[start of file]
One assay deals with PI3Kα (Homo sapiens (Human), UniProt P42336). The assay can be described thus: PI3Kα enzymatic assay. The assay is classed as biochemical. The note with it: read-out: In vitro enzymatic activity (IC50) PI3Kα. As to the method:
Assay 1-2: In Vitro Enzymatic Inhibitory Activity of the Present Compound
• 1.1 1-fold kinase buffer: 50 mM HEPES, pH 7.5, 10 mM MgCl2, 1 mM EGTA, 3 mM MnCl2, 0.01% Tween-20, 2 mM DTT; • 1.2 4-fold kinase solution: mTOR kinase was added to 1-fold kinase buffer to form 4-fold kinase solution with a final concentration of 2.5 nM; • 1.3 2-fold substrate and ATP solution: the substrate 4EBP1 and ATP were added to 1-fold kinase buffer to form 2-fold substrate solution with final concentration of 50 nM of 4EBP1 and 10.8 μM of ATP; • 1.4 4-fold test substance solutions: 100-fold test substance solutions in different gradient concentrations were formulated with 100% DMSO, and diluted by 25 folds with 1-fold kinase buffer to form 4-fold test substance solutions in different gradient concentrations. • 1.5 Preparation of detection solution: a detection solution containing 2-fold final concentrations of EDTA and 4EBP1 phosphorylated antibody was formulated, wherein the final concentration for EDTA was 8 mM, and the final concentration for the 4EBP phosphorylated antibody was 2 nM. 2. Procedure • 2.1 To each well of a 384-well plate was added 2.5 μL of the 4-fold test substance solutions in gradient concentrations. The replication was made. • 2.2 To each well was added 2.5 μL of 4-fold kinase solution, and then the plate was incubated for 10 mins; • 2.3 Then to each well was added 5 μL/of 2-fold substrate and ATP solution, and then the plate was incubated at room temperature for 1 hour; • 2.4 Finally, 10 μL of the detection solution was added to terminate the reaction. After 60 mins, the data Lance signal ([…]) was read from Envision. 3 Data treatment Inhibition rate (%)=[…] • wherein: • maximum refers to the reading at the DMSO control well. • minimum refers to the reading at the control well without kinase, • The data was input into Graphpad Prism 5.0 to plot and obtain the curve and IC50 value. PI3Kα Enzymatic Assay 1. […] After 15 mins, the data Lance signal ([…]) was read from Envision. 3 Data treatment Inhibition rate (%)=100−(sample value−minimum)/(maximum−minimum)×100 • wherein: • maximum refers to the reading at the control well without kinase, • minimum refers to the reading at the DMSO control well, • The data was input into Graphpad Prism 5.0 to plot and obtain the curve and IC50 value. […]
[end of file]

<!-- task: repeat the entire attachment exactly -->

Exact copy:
One assay deals with PI3Kα (Homo sapiens (Human), UniProt P42336). The assay can be described thus: PI3Kα enzymatic assay. The assay is classed as biochemical. The note with it: read-out: In vitro enzymatic activity (IC50) PI3Kα. As to the method:
Assay 1-2: In Vitro Enzymatic Inhibitory Activity of the Present Compound
• 1.1 1-fold kinase buffer: 50 mM HEPES, pH 7.5, 10 mM MgCl2, 1 mM EGTA, 3 mM MnCl2, 0.01% Tween-20, 2 mM DTT; • 1.2 4-fold kinase solution: mTOR kinase was added to 1-fold kinase buffer to form 4-fold kinase solution with a final concentration of 2.5 nM; • 1.3 2-fold substrate and ATP solution: the substrate 4EBP1 and ATP were added to 1-fold kinase buffer to form 2-fold substrate solution with final concentration of 50 nM of 4EBP1 and 10.8 μM of ATP; • 1.4 4-fold test substance solutions: 100-fold test substance solutions in different gradient concentrations were formulated with 100% DMSO, and diluted by 25 folds with 1-fold kinase buffer to form 4-fold test substance solutions in different gradient concentrations. • 1.5 Preparation of detection solution: a detection solution containing 2-fold final concentrations of EDTA and 4EBP1 phosphorylated antibody was formulated, wherein the final concentration for EDTA was 8 mM, and the final concentration for the 4EBP phosphorylated antibody was 2 nM. 2. Procedure • 2.1 To each well of a 384-well plate was added 2.5 μL of the 4-fold test substance solutions in gradient concentrations. The replication was made. • 2.2 To each well was added 2.5 μL of 4-fold kinase solution, and then the plate was incubated for 10 mins; • 2.3 Then to each well was added 5 μL/of 2-fold substrate and ATP solution, and then the plate was incubated at room temperature for 1 hour; • 2.4 Finally, 10 μL of the detection solution was added to terminate the reaction. After 60 mins, the data Lance signal ([…]) was read from Envision. 3 Data treatment Inhibition rate (%)=[…] • wherein: • maximum refers to the reading at the DMSO control well. • minimum refers to the reading at the control well without kinase, • The data was input into Graphpad Prism 5.0 to plot and obtain the curve and IC50 value. PI3Kα Enzymatic Assay 1. […] After 15 mins, the data Lance signal ([…]) was read from Envision. 3 Data treatment Inhibition rate (%)=100−(sample value−minimum)/(maximum−minimum)×100 • wherein: • maximum refers to the reading at the control well without kinase, • minimum refers to the reading at the DMSO control well, • The data was input into Graphpad Prism 5.0 to plot and obtain the curve and IC50 value. […]